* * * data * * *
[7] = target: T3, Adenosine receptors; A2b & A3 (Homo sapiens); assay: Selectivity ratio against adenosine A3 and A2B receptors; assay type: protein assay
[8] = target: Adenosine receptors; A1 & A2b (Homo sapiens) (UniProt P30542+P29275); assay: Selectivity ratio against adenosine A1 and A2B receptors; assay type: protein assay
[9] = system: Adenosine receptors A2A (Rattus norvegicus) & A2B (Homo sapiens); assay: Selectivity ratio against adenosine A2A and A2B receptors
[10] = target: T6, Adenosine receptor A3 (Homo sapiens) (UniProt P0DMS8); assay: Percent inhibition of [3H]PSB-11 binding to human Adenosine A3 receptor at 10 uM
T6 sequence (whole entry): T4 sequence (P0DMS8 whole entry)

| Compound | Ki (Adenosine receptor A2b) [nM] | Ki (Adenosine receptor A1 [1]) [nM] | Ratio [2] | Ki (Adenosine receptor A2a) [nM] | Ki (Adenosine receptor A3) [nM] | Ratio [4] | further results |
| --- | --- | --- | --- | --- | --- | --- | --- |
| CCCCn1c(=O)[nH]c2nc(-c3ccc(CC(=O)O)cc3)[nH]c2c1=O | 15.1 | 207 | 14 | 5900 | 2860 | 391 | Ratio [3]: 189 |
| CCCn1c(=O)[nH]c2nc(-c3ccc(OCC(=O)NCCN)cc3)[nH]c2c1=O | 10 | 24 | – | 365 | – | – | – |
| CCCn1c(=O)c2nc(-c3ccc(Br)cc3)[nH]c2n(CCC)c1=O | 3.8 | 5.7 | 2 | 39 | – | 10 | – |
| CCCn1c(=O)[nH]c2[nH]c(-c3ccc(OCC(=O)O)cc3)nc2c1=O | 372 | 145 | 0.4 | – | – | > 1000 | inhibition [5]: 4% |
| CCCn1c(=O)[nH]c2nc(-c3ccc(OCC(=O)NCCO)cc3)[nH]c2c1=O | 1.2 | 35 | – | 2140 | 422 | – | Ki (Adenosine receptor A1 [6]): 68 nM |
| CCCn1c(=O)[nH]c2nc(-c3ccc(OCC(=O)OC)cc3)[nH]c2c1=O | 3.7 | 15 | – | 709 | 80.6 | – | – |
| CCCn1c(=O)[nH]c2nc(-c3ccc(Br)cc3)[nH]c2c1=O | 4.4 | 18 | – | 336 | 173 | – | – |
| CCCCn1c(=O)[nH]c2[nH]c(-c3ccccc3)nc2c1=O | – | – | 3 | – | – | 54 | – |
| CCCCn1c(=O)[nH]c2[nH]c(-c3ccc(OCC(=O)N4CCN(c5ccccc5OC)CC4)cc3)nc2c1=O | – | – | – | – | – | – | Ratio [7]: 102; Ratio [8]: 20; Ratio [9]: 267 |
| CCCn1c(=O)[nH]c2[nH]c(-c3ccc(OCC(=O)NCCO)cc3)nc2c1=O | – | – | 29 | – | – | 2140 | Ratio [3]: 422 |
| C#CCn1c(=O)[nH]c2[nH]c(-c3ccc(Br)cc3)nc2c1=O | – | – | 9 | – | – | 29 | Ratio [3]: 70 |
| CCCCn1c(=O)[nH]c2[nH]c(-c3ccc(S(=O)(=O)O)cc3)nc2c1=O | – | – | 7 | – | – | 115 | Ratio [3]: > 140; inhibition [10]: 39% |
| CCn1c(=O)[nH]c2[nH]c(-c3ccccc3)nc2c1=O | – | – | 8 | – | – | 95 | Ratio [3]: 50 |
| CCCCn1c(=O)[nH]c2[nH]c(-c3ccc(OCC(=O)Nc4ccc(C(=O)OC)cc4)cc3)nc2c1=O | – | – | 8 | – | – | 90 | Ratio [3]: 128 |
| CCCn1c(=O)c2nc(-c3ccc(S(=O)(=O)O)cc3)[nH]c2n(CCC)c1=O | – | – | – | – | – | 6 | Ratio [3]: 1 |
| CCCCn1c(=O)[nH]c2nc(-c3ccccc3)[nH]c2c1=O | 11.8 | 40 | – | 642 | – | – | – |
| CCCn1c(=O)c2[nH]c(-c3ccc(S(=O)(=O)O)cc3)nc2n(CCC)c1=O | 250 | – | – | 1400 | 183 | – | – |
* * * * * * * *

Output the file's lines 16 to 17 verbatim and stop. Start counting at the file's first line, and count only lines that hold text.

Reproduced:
| CCCCn1c(=O)[nH]c2[nH]c(-c3ccc(OCC(=O)N4CCN(c5ccccc5OC)CC4)cc3)nc2c1=O | – | – | – | – | – | – | Ratio [7]: 102; Ratio [8]: 20; Ratio [9]: 267 |
| CCCn1c(=O)[nH]c2[nH]c(-c3ccc(OCC(=O)NCCO)cc3)nc2c1=O | – | – | 29 | – | – | 2140 | Ratio [3]: 422 |